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Performance Grade Improve After Changing School Name

Performance Grade Improve After Changing School Name.
Nyakemincha Primary School in Nyamira, Kisii County, made headlines in 2011 when it fell in last place in the Kenya Certificate of Primary Education (KCPE) exam.

The same thing had happened the year before. People began to wonder if the school’s name had something to do with the students’ poor performance almost immediately.

Nyakemincha means tail in Ekegusi. However, this isn’t the only school with a naming dilemma. Ebuchinga Primary and Secondary School in Kakamega County is having a similar problem.

Kenneth Barasa, the headteacher, was first concerned about the name when he was assigned to this school in 2018. He was curious as to why the school had been given that name.

The name sent the wrong message to him and many others. Ebuchinga is a Batsotso sub-tribe term that implies foolishness.

People have misunderstood the meaning of the word, he claims, and have incorrectly connected it with bad academic achievement.

He added, “My school has been on an upward trend since I came here. In 2018, we had a mean score of 231. We improved to 241 in 2019 before registering 250 in 2020.”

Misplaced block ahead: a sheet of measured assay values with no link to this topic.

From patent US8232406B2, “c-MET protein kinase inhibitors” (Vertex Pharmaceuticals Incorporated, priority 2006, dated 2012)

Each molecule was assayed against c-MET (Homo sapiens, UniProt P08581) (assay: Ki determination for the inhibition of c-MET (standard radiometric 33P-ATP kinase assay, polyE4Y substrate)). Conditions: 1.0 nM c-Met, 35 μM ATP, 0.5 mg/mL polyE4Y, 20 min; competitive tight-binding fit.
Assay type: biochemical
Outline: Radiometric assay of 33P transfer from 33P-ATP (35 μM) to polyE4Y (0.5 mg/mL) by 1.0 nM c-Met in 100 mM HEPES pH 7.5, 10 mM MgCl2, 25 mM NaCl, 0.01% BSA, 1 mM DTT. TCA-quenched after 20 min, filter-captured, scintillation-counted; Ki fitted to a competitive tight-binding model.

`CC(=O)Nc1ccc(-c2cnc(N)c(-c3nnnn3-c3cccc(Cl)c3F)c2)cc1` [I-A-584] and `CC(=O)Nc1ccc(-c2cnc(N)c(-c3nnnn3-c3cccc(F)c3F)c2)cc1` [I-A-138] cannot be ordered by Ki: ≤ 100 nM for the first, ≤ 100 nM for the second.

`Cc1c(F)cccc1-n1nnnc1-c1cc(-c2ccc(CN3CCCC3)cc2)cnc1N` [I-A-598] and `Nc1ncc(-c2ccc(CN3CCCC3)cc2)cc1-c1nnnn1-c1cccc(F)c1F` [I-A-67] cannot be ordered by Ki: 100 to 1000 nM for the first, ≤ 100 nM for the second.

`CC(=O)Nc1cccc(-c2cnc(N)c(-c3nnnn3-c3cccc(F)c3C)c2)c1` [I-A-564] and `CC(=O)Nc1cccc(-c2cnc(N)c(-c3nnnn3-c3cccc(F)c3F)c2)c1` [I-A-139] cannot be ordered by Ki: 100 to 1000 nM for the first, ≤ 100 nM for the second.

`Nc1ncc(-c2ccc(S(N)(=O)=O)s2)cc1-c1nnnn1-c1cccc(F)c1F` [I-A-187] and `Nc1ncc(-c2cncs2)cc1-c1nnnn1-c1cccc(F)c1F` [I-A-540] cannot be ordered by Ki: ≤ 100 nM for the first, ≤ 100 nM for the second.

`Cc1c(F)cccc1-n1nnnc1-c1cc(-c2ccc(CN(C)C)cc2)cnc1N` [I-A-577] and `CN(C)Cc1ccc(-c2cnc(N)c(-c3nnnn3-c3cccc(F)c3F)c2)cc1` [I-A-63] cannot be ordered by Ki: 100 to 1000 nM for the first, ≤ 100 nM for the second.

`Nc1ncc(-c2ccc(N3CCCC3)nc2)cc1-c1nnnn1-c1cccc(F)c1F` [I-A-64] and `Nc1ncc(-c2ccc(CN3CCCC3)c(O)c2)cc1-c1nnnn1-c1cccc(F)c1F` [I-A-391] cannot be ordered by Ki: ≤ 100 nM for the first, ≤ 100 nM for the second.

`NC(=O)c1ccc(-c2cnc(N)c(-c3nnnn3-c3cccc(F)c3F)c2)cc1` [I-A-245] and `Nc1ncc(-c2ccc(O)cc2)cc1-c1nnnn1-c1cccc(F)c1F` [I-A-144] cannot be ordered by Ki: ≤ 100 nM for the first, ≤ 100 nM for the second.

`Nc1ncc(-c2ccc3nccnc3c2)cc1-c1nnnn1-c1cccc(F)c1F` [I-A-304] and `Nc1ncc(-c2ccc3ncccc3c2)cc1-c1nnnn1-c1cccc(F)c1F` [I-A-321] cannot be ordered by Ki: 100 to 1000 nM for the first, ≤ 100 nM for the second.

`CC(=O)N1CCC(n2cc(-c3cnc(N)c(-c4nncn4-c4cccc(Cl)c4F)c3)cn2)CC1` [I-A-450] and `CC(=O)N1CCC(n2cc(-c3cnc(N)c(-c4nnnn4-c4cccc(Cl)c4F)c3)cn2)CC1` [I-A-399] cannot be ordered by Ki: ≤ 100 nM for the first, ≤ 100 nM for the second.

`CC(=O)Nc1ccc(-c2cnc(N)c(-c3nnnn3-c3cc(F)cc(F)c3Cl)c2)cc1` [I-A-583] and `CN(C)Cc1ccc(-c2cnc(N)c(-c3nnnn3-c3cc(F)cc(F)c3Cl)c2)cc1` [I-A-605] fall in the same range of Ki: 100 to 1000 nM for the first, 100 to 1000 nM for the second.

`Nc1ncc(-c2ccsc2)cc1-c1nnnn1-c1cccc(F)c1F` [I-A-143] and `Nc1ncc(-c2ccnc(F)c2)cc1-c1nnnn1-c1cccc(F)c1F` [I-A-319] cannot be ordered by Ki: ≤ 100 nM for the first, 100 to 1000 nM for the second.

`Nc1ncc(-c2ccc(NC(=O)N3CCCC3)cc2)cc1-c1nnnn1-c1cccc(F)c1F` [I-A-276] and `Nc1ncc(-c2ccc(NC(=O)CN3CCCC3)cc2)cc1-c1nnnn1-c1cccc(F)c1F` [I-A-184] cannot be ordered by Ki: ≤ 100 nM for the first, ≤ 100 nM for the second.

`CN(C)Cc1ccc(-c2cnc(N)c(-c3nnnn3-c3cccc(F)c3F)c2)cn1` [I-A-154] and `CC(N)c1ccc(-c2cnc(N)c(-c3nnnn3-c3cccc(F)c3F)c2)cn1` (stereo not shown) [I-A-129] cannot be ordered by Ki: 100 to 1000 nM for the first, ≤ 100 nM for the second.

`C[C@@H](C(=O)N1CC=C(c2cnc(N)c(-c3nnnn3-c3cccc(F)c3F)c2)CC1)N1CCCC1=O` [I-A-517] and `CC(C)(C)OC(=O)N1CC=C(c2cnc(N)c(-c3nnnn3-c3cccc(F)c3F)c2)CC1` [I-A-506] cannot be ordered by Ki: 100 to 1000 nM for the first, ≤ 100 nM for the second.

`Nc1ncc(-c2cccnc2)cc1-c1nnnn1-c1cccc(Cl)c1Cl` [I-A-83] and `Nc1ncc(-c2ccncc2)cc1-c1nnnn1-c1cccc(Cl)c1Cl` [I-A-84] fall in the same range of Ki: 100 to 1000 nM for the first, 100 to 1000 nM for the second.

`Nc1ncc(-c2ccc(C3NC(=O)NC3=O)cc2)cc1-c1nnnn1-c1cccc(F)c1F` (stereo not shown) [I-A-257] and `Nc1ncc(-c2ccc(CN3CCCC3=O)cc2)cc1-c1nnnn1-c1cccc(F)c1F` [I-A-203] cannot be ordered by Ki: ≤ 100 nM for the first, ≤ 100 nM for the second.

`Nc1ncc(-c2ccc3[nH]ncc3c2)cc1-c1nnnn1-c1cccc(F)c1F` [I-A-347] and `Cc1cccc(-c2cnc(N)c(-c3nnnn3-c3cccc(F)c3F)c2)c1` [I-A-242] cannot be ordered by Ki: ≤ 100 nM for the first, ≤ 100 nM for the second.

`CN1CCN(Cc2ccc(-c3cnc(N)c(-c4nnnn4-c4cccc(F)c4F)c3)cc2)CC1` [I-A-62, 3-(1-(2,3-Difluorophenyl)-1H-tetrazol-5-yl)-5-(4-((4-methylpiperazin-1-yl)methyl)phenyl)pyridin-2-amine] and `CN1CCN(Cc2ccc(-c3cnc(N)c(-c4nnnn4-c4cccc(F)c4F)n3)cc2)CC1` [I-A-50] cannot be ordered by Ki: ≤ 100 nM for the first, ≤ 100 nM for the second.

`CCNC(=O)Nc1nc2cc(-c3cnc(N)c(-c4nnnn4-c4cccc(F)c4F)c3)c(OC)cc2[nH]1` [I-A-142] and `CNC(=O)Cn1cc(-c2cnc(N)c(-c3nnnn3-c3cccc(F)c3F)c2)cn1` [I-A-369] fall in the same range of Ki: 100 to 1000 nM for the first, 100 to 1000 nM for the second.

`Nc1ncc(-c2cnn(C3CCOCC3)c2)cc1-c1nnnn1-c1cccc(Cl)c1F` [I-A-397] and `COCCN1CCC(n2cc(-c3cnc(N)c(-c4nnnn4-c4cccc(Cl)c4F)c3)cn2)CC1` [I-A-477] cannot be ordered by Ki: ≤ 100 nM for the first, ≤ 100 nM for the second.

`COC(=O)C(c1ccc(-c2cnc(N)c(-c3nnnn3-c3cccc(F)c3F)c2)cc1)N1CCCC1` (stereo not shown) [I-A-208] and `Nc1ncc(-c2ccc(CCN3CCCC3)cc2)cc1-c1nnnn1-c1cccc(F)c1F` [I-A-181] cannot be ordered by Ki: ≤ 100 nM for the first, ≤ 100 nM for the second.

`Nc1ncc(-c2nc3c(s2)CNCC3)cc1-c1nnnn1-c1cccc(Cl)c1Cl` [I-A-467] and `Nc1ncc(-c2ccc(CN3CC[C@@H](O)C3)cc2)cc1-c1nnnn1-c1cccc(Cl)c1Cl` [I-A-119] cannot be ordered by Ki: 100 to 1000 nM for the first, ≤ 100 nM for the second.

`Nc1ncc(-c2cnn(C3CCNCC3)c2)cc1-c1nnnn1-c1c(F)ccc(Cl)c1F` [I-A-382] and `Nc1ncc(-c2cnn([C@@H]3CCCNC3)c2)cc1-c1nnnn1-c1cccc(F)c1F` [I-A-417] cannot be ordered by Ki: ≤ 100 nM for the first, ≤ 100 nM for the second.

Names are powerful tools for describing and/or allowing others to make assumptions and judgments.

Parents couldn’t hide their displeasure with the name, which they claimed cast the school in a negative light. Some maintained that it was most likely the cause of low performance.

According to legend, one of Mununi’s sons, Alubia, challenged the Abangonya clan to combat and ultimately drove them away.

“Oli omuchinga busiro (you have lifted the heavy load),” Alubia’s younger brother Mareba who witnessed the fight told him in admiration.

According to Mr. Jason Andika Matanji, 77, Alubia’s brother meant that the warrior had accomplished a unique achievement by driving away from the Abangonya, who had been tormenting them for a long time.

Ironically, great wrestlers were lauded for their physical prowess rather than their ability to tackle opponents.

To show their mettle, they would frequently seize their opponents and smash them to the ground.

Following the victory, the area became known as Ebuchinga, a popular wrestling venue. The locals had no idea that it would become a source of contention in the future.

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Education officials changed the name to Mwangaza due to concerns about performance (Swahili for light). The elders, on the other hand, demand the original name.

The day school had only 180 students, despite the fact that it was founded 23 years ago.

Performance Grade Improve After Changing School Name


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